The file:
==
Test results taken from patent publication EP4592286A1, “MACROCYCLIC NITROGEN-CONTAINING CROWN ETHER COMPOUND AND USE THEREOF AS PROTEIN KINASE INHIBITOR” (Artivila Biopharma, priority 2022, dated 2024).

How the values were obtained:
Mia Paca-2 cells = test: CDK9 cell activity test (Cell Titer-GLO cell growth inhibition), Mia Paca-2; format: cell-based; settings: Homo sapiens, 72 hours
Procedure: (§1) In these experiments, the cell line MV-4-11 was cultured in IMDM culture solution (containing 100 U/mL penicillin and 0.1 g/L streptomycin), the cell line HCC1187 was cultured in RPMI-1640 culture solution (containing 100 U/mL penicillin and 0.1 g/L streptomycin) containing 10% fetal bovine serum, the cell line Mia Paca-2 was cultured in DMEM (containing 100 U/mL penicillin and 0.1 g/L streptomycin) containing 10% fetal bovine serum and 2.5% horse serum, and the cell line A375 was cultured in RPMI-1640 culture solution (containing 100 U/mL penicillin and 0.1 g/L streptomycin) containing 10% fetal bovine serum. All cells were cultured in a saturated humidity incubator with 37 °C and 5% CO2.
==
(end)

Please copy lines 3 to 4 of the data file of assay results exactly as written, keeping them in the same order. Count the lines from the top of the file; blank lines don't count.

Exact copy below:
Mia Paca-2 cells = test: CDK9 cell activity test (Cell Titer-GLO cell growth inhibition), Mia Paca-2; format: cell-based; settings: Homo sapiens, 72 hours
Procedure: (§1) In these experiments, the cell line MV-4-11 was cultured in IMDM culture solution (containing 100 U/mL penicillin and 0.1 g/L streptomycin), the cell line HCC1187 was cultured in RPMI-1640 culture solution (containing 100 U/mL penicillin and 0.1 g/L streptomycin) containing 10% fetal bovine serum, the cell line Mia Paca-2 was cultured in DMEM (containing 100 U/mL penicillin and 0.1 g/L streptomycin) containing 10% fetal bovine serum and 2.5% horse serum, and the cell line A375 was cultured in RPMI-1640 culture solution (containing 100 U/mL penicillin and 0.1 g/L streptomycin) containing 10% fetal bovine serum. All cells were cultured in a saturated humidity incubator with 37 °C and 5% CO2.